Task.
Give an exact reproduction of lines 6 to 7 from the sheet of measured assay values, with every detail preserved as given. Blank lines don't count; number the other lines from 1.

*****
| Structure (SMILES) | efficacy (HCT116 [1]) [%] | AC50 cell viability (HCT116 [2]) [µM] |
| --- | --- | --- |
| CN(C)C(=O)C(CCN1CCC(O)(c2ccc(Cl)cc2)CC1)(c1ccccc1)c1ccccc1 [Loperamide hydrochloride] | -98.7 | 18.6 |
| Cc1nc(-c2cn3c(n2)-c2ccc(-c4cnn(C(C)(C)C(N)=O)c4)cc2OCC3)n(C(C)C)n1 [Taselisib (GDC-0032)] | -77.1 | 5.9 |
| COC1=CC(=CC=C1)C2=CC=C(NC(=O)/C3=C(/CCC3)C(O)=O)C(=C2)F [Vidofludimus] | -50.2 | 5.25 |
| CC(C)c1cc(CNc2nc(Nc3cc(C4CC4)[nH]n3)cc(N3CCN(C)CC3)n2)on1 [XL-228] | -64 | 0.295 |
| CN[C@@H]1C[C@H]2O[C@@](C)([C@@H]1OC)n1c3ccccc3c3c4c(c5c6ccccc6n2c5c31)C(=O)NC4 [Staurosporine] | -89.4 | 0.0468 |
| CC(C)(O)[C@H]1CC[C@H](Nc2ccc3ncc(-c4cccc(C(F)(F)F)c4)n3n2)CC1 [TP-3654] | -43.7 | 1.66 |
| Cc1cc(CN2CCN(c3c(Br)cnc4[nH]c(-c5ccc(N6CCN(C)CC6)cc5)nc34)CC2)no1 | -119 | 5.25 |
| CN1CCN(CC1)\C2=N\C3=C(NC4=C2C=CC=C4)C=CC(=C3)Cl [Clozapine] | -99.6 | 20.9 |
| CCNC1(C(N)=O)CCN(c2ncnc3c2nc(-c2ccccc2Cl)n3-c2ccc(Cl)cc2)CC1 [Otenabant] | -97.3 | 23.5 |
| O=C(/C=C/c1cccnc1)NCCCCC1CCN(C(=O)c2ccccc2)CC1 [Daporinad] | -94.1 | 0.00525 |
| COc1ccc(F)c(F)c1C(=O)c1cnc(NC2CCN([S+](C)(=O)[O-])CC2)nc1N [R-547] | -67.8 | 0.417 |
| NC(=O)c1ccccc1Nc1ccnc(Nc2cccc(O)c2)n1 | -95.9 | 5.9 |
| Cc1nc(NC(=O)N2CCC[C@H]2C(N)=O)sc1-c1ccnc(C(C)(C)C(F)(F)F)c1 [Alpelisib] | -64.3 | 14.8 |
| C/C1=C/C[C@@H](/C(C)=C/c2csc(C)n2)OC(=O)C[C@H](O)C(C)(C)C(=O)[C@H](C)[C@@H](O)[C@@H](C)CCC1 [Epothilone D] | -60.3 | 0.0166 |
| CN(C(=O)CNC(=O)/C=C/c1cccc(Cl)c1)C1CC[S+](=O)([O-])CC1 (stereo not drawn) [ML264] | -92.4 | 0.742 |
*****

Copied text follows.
| CC(C)c1cc(CNc2nc(Nc3cc(C4CC4)[nH]n3)cc(N3CCN(C)CC3)n2)on1 [XL-228] | -64 | 0.295 |
| CN[C@@H]1C[C@H]2O[C@@](C)([C@@H]1OC)n1c3ccccc3c3c4c(c5c6ccccc6n2c5c31)C(=O)NC4 [Staurosporine] | -89.4 | 0.0468 |